Can we please dispense with the fiction that Advanced Placement courses in any way resemble college courses? Because that’s what it is—a fiction, carefully crafted by the College Board to promote its AP franchise to the detriment of other, better options. Specifically, I’m talking about dual enrollment, a program in many states that allows qualified high-school seniors (and in some cases, juniors) to take actual college courses. Typically those courses count for both high-school and college credit, and are directly transferable into the state-university system (and often beyond). In many states, like mine, tuition and fees for dual-enrollment students are minimal.
I speak as someone who has had a great deal of experience with both AP and DE. As a college administrator and professor, I’ve dealt with hundreds of students who had, or were seeking, AP credit. I’ve also taught hundreds (probably well over 1,000) dual-enrollment students.
Moreover, as a parent, I have four children who have all taken at least one AP course (the youngest is a ninth-grader currently taking AP “HUG,” or human geography), and I am now on my third dual-enrollment student. My two older kids each earned a full year of college credit while dually enrolled, which served them well, as my daughter went on to graduate from a private liberal-arts college in three years and my son (fingers crossed) appears poised to do the same.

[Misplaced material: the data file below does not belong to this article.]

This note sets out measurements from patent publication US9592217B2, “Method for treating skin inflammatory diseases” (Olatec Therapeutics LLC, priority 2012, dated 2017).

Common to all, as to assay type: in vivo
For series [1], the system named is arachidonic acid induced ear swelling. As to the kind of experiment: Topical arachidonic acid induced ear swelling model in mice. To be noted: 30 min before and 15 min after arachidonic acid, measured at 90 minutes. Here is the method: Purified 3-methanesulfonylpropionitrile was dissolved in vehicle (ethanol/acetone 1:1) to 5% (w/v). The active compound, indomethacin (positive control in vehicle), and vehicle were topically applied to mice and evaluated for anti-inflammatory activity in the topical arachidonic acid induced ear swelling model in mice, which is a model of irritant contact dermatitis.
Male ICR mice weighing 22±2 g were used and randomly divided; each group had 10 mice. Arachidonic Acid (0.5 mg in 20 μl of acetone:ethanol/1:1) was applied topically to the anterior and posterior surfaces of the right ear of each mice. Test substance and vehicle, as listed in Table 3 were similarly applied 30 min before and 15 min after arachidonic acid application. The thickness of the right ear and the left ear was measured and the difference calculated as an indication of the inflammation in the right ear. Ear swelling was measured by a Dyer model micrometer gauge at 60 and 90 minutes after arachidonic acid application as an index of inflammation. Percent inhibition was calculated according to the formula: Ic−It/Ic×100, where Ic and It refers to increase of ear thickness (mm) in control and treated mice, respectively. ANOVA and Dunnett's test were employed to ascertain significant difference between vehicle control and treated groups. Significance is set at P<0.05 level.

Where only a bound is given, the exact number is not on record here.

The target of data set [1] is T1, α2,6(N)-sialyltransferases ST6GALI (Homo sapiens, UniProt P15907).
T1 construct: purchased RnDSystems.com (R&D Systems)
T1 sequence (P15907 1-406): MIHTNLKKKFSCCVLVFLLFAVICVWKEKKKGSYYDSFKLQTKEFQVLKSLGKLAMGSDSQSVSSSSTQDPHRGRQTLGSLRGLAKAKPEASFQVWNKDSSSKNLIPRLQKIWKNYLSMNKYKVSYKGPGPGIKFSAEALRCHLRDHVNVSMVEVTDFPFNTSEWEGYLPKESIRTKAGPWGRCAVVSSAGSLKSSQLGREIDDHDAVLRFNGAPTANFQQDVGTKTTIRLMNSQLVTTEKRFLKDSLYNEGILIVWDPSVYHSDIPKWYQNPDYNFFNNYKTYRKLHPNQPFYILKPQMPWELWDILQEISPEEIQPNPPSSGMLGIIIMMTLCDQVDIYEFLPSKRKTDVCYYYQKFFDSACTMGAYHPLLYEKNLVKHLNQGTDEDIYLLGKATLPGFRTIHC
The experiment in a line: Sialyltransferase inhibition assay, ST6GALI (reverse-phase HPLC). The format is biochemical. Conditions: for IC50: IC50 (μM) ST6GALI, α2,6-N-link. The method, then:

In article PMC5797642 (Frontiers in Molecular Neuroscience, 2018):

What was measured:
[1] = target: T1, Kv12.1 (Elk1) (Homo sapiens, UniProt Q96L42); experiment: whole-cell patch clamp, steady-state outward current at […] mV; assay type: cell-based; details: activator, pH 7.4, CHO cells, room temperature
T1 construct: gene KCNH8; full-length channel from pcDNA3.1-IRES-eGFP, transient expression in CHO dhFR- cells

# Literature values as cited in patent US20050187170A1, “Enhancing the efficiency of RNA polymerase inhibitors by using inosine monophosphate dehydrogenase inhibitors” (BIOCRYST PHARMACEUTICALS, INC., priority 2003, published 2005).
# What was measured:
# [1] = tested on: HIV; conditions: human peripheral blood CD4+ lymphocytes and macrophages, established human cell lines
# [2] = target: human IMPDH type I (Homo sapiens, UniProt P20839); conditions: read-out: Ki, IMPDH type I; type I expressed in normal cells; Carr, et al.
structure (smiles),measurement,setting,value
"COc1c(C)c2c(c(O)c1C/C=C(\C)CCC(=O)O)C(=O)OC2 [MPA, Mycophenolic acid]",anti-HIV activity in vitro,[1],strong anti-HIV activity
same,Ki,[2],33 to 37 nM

I might add that this has also served our family well, considering the price tag for a year at a private liberal-arts college.
Anecdotally speaking, all three of my kids have found dual enrollment to be far superior as an educational experience to taking AP courses in high school. It’s not that AP courses are bad. As high-school courses go, they’re well above average because they usually have the best teachers and the best students. But the point is, they’re high-school classes, not college classes. (Read more.)